Finance / Ministers must secure EU trade deal to avoid ‘serious risk’ to firms, peers warn

Ministers must secure EU trade deal to avoid ‘serious risk’ to firms, peers warn

Failure to achieve a comprehensive free trade agreement (FTA) with the European Union would risk "serious harm" to Britain's non-financial service sector after Brexit, a parliamentary report has warned.

Particularly hard-hit could be the aviation and broadcasting industries, which have no World Trade Organisation arrangements to fall back on if Prime Minister Theresa May walks away without a deal, said the House of Lords EU Internal Market Committee.

Without appropriate agreements, UK broadcasters could lose the right to sell programmes into European markets, UK airlines may have to relocate to the continent and the viability of events like London Fashion Week could be in question, the report warned.

The committee urged ministers to put a high priority on securing a transitional deal so that companies can continue to trade in the interim period between the expected Brexit date in 2019 and the conclusion of a free trade agreement, which will "almost certainly take more than two years" to negotiate.

At a value of £162 billion in 2015, non-financial services make up around a third of UK exports and are one of the few sectors to generate a trade surplus, playing a "critical" role in fuelling growth and employment, said the report.

While they are unlikely to be hit by tariffs after Brexit, the committee warned that non-tariff barriers which could be erected in the absence of a comprehensive FTA would not only increase the cost of business but could prohibit UK companies from trading in key markets altogether.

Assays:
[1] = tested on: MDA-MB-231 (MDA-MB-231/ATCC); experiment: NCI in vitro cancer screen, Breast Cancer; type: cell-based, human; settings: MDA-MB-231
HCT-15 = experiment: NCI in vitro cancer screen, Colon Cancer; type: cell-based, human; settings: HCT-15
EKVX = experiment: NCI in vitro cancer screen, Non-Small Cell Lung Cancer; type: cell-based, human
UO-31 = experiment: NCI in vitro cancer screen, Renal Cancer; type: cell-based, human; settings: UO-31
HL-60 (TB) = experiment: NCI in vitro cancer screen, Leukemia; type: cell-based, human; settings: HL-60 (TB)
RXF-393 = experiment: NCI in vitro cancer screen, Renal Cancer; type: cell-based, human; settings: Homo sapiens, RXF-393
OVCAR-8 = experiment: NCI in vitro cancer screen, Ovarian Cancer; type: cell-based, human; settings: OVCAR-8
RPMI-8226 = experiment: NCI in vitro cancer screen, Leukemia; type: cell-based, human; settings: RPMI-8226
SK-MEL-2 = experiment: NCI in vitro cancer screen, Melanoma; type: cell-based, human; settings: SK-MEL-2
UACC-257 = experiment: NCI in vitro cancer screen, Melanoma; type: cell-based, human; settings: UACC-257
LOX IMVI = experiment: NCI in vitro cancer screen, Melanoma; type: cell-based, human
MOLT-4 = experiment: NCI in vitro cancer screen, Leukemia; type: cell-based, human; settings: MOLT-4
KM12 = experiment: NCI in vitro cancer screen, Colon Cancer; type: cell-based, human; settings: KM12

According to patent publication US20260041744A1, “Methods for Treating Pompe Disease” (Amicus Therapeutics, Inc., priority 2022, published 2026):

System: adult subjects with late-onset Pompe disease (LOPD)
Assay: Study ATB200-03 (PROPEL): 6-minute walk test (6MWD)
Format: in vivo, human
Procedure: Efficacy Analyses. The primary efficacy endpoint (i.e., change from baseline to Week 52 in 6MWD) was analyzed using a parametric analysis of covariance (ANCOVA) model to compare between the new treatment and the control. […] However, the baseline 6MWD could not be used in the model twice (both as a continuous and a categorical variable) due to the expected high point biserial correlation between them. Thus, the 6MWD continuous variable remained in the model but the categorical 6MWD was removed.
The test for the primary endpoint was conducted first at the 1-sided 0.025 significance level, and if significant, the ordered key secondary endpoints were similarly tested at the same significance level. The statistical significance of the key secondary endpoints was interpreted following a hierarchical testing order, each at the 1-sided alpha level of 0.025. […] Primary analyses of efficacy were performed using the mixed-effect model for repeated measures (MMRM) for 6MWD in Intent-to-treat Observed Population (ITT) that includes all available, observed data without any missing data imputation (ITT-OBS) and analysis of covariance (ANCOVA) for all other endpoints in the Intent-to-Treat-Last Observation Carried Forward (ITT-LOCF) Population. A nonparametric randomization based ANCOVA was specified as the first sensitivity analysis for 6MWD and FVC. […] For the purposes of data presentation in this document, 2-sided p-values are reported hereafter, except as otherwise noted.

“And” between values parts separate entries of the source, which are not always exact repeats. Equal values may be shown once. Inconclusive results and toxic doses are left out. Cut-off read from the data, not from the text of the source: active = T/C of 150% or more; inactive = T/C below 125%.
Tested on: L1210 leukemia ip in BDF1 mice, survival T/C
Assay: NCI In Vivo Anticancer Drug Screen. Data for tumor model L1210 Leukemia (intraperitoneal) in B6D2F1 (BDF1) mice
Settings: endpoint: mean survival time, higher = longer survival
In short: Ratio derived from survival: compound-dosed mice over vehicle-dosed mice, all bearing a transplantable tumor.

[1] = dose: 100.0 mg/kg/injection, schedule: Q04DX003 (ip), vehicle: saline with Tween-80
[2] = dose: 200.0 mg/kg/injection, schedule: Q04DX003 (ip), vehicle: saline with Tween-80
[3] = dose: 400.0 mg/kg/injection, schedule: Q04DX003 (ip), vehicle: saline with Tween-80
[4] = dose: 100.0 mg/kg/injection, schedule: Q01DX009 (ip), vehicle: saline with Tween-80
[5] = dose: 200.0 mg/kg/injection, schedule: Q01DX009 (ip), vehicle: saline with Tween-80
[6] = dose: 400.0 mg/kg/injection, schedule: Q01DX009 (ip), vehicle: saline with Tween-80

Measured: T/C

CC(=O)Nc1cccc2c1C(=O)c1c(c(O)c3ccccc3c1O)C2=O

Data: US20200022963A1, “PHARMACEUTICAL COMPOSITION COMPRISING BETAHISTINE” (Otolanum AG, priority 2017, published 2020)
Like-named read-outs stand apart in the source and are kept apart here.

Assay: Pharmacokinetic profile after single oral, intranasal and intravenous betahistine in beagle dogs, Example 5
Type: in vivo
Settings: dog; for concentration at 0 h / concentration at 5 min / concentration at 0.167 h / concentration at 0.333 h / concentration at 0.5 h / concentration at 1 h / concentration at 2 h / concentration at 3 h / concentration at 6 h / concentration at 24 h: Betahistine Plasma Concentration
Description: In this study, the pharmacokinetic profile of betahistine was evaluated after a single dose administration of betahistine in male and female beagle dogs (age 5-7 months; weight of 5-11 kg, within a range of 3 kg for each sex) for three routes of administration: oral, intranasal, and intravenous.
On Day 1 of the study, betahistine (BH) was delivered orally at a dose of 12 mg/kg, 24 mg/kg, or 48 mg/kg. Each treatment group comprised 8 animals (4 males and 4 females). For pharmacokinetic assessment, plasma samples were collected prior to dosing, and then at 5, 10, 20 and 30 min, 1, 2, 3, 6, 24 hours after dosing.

Without a formal agreement or transitional deal in place by 2019, UK airlines could suddenly lose their right to fly to and from European states or operate services between destinations within the EU and may even lose rights to fly to the USA, which are governed by the EU-US Open Skies agreement.

EasyJet told the committee it was already taking steps towards establishing an EU certificate to enable it to operate as a European airline with a base in the remaining Union if no FTA is agreed. The report found that steps like this may require UK airlines to become majority-owned by EU citizens.

The committee also warned that continued movement of workers and service providers into and out of the UK was regarded by the booming services sector as “necessary to support growth”. It urged the Government to “narrow down uncertainty” about future arrangements to ensure services companies can prepare themselves to survive and flourish post-Brexit.

Committee chair Lord Whitty said: “The UK is the second largest exporter of services in the world and the EU receives 39% of the UK’s non-financial service exports. This trade is critical to the UK’s economy as it creates employment and supports goods exports – we can’t afford to lose that.

“To protect the UK’s status as a global leader of trade in services, the Government will need to secure the most comprehensive FTA that has ever been agreed with the EU. Walking away from negotiations without a deal would badly damage UK plc, particularly in sectors such as aviation and broadcasting which have no WTO rules to fall back on.”

A Government spokesman said: “The Prime Minister has been clear that we will pursue a bold and ambitious free trade agreement with the European Union as a priority – it should allow for the freest possible trade in services, as well as goods, between Britain and the EU.

“On top of that, we believe a phased process of implementation will be in our mutual self interest – allowing UK and EU institutions, member states and businesses to prepare for the new arrangements. The nature of any interim arrangements will be a matter for negotiation.”

PA Wire


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